The recent IMLA report ‘Bridging the gap: developments in later life lending to an ageing population’ suggests that the number of over-65 homeowners has increased by a half in the last 20 years, from 4 million to 6 million. Never have older borrowers had so much power over the property market, and whilst this market is thriving, it is also influenced by several different factors, including increased regulation as consumers increasingly buying for the first time in their late 30s or 40s.
The Mail on Sunday recently reported that the Treasury is considering a change to pensions that will affect “people who can afford to put tens of thousands of pounds into their schemes each year.” The pension’s annual allowance would "hit people making large contributions without penalising middle income earners".
Help to Buy completions totalled 10,160 in the first quarter of 2018, according to the latest statistics from the Ministry of Housing, Communities & Local Government. This is below the record quarterly figure of 13,993 seen in Q4 but above the 8,212 completions recorded in Q1 2017. Since the launch of the Help to Buy: Equity Loan scheme in 2013, 169,102 properties have been bought with an equity loan. Most of the home purchases in the scheme were made by first-time buyers, accounting for 136,657, or 81%, of total purchases.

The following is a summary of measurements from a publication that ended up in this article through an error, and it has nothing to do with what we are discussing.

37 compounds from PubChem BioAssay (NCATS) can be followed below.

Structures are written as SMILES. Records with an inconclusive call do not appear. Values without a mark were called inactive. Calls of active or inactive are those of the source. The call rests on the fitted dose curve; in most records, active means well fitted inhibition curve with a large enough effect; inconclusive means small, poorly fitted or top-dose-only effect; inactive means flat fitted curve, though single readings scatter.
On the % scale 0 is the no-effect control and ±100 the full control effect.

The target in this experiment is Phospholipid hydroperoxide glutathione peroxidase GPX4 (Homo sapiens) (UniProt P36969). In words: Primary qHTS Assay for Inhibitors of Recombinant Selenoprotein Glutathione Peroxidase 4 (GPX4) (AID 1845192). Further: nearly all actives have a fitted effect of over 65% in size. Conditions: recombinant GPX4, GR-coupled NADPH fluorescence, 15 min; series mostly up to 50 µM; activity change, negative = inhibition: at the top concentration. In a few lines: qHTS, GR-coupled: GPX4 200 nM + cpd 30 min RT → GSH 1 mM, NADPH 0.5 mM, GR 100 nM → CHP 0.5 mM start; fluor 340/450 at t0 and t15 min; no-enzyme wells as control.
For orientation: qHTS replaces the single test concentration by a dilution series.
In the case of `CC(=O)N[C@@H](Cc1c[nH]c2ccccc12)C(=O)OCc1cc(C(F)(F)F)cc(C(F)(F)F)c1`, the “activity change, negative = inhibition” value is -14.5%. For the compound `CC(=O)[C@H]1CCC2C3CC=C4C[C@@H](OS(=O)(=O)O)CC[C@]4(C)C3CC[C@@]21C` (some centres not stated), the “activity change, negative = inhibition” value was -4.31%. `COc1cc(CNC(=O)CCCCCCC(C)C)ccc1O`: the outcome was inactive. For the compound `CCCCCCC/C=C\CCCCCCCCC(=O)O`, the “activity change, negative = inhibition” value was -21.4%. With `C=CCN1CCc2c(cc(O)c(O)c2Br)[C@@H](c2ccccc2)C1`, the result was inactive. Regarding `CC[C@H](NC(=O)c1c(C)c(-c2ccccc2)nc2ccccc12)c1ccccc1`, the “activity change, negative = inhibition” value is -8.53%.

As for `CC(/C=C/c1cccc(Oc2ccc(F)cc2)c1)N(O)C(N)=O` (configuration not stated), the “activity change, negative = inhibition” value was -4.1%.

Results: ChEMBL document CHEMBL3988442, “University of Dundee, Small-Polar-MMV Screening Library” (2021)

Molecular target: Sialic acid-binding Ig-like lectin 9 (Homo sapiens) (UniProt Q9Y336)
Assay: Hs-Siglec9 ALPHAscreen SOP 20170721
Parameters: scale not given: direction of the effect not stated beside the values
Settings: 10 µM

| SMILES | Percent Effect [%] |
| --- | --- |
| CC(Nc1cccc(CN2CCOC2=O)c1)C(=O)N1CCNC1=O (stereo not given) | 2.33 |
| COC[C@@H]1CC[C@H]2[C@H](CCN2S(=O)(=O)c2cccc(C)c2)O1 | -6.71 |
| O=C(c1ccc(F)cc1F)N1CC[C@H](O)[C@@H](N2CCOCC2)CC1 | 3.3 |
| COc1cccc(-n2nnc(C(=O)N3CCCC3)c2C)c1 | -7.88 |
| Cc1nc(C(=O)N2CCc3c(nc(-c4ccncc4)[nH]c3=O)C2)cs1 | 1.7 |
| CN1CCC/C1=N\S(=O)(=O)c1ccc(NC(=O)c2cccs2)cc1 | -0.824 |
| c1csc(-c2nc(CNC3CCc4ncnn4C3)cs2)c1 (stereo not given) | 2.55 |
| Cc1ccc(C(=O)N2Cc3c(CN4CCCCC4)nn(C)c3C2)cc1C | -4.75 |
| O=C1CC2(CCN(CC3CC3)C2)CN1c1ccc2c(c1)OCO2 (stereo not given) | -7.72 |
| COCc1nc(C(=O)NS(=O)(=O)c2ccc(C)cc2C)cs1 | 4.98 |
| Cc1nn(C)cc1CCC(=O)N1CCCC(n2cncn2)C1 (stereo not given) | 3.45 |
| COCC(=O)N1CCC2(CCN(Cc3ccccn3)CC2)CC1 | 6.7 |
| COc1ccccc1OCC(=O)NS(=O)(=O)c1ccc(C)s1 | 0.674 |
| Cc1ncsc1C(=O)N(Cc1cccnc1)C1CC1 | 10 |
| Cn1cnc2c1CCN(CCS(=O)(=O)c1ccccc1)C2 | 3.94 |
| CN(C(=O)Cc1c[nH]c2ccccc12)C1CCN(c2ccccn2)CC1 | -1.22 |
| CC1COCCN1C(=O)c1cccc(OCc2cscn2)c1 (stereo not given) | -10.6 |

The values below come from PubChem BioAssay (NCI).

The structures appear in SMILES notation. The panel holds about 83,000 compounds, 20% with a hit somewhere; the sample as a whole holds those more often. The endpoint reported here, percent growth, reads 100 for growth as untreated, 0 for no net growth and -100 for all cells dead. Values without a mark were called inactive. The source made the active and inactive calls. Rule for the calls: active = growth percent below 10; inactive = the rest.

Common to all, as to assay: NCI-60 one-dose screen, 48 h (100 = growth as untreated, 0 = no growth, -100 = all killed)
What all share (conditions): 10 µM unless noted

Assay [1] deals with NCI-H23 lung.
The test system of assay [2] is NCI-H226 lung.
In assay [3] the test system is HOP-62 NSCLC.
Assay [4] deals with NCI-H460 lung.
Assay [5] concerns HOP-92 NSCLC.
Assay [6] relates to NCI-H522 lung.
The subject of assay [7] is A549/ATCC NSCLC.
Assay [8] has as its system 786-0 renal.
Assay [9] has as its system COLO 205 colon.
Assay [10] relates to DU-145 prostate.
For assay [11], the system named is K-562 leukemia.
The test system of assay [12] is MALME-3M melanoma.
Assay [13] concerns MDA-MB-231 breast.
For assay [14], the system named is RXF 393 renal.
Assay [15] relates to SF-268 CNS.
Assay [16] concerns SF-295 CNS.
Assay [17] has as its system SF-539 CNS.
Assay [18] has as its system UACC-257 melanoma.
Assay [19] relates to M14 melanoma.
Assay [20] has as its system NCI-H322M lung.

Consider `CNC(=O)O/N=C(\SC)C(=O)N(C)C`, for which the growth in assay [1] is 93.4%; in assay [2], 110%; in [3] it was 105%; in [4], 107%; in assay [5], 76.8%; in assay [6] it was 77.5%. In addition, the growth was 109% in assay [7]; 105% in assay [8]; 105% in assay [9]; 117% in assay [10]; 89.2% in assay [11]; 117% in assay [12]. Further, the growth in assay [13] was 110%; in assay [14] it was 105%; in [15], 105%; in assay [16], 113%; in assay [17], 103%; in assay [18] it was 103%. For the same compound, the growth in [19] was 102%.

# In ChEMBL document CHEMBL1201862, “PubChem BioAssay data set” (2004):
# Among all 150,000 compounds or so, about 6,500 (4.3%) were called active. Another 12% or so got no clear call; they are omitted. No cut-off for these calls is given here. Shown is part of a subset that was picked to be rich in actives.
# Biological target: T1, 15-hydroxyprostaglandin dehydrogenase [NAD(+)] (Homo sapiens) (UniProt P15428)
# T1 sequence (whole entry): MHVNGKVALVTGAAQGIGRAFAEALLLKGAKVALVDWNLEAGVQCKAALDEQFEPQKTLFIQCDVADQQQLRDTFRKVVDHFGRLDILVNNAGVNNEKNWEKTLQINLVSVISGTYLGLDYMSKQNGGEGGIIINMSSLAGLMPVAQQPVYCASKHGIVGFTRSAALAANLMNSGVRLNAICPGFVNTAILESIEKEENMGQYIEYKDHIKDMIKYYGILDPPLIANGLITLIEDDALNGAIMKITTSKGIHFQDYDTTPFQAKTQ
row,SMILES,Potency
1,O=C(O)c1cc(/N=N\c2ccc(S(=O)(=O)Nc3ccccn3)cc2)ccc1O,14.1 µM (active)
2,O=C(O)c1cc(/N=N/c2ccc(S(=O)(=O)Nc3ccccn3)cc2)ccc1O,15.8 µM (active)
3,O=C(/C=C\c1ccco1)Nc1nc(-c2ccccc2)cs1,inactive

Since the early 1970s, the number of people getting married has steadily decreased, dropping a further 3.4% last year. Nearly 98% of professionals from family justice group Resolution reported working with a cohabiting couple who they were unable to help, and a further 90% said the couples are often surprised to find out about their lack of rights.
Giving tenants greater support so they can hold their landlords to account is being considered as part of government proposals on social housing in England. The measures include speeding up the complaints process and publishing league tables to highlight the performance of landlords. The Green Paper also pledges a scheme to offer tenants the right to buy 1% of their home each year. Labour said the "pitiful" plans made no promise to fund more affordable homes.